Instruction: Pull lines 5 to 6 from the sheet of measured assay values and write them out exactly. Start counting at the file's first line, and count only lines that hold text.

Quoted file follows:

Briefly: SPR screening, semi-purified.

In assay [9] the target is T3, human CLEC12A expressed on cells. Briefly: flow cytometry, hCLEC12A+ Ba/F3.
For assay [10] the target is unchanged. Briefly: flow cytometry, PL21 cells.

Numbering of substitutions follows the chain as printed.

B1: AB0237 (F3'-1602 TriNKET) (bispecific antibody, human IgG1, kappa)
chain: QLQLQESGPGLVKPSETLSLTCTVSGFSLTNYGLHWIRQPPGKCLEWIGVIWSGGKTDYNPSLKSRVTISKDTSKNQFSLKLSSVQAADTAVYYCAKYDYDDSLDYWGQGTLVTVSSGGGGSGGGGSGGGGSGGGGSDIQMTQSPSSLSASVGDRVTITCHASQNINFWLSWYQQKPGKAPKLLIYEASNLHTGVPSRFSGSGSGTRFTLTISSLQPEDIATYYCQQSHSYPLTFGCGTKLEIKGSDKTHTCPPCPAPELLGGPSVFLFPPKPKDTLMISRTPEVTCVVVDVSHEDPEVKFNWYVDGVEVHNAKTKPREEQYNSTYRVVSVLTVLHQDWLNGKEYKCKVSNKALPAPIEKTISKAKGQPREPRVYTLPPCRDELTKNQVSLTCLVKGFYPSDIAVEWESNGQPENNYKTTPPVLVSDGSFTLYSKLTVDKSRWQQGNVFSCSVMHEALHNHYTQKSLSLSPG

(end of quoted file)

B1: AB0237 (F3'-1602 TriNKET) (bispecific antibody, human IgG1, kappa)
chain: QLQLQESGPGLVKPSETLSLTCTVSGFSLTNYGLHWIRQPPGKCLEWIGVIWSGGKTDYNPSLKSRVTISKDTSKNQFSLKLSSVQAADTAVYYCAKYDYDDSLDYWGQGTLVTVSSGGGGSGGGGSGGGGSGGGGSDIQMTQSPSSLSASVGDRVTITCHASQNINFWLSWYQQKPGKAPKLLIYEASNLHTGVPSRFSGSGSGTRFTLTISSLQPEDIATYYCQQSHSYPLTFGCGTKLEIKGSDKTHTCPPCPAPELLGGPSVFLFPPKPKDTLMISRTPEVTCVVVDVSHEDPEVKFNWYVDGVEVHNAKTKPREEQYNSTYRVVSVLTVLHQDWLNGKEYKCKVSNKALPAPIEKTISKAKGQPREPRVYTLPPCRDELTKNQVSLTCLVKGFYPSDIAVEWESNGQPENNYKTTPPVLVSDGSFTLYSKLTVDKSRWQQGNVFSCSVMHEALHNHYTQKSLSLSPG